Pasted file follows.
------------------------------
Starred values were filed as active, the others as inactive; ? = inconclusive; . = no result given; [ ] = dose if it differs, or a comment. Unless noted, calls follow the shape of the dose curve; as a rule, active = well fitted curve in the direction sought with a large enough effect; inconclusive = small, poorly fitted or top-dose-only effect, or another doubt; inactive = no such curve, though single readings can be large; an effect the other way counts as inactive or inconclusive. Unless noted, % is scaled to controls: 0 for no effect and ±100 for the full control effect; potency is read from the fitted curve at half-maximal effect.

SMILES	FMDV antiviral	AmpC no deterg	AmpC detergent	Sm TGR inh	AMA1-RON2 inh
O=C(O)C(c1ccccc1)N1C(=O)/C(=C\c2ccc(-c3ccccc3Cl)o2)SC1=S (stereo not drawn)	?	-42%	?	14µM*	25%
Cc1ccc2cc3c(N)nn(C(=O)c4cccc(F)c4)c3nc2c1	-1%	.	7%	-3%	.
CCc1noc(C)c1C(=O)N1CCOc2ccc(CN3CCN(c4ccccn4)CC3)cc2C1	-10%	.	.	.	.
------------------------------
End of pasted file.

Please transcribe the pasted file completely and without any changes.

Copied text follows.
Starred values were filed as active, the others as inactive; ? = inconclusive; . = no result given; [ ] = dose if it differs, or a comment. Unless noted, calls follow the shape of the dose curve; as a rule, active = well fitted curve in the direction sought with a large enough effect; inconclusive = small, poorly fitted or top-dose-only effect, or another doubt; inactive = no such curve, though single readings can be large; an effect the other way counts as inactive or inconclusive. Unless noted, % is scaled to controls: 0 for no effect and ±100 for the full control effect; potency is read from the fitted curve at half-maximal effect.

SMILES	FMDV antiviral	AmpC no deterg	AmpC detergent	Sm TGR inh	AMA1-RON2 inh
O=C(O)C(c1ccccc1)N1C(=O)/C(=C\c2ccc(-c3ccccc3Cl)o2)SC1=S (stereo not drawn)	?	-42%	?	14µM*	25%
Cc1ccc2cc3c(N)nn(C(=O)c4cccc(F)c4)c3nc2c1	-1%	.	7%	-3%	.
CCc1noc(C)c1C(=O)N1CCOc2ccc(CN3CCN(c4ccccn4)CC3)cc2C1	-10%	.	.	.	.